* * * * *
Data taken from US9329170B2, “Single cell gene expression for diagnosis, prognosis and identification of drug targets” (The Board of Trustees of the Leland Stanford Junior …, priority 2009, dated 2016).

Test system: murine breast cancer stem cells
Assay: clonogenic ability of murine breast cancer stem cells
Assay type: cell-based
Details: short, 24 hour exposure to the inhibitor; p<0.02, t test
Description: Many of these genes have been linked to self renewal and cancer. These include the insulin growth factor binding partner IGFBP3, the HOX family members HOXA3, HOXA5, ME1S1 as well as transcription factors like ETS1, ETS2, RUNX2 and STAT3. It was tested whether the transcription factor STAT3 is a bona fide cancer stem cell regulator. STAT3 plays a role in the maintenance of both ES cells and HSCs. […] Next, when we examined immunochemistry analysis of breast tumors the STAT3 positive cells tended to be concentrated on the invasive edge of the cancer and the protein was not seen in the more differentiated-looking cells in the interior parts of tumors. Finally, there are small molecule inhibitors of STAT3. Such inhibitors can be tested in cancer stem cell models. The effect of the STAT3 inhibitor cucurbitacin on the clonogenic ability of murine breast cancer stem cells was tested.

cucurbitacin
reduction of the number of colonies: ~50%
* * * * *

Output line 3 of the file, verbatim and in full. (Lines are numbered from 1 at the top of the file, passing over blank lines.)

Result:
Assay: clonogenic ability of murine breast cancer stem cells